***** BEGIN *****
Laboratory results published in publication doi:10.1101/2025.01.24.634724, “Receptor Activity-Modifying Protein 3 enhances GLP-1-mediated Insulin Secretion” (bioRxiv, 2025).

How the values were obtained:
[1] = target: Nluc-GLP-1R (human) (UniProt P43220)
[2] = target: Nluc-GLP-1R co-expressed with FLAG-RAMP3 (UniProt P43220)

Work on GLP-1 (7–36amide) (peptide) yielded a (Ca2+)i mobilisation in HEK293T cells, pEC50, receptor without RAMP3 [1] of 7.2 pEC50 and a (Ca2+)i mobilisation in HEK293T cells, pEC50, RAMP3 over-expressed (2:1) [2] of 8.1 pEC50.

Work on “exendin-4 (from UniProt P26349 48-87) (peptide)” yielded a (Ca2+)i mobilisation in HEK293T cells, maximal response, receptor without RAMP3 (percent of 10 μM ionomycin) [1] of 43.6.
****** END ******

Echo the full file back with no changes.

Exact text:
Laboratory results published in publication doi:10.1101/2025.01.24.634724, “Receptor Activity-Modifying Protein 3 enhances GLP-1-mediated Insulin Secretion” (bioRxiv, 2025).

How the values were obtained:
[1] = target: Nluc-GLP-1R (human) (UniProt P43220)
[2] = target: Nluc-GLP-1R co-expressed with FLAG-RAMP3 (UniProt P43220)

Work on GLP-1 (7–36amide) (peptide) yielded a (Ca2+)i mobilisation in HEK293T cells, pEC50, receptor without RAMP3 [1] of 7.2 pEC50 and a (Ca2+)i mobilisation in HEK293T cells, pEC50, RAMP3 over-expressed (2:1) [2] of 8.1 pEC50.

Work on “exendin-4 (from UniProt P26349 48-87) (peptide)” yielded a (Ca2+)i mobilisation in HEK293T cells, maximal response, receptor without RAMP3 (percent of 10 μM ionomycin) [1] of 43.6.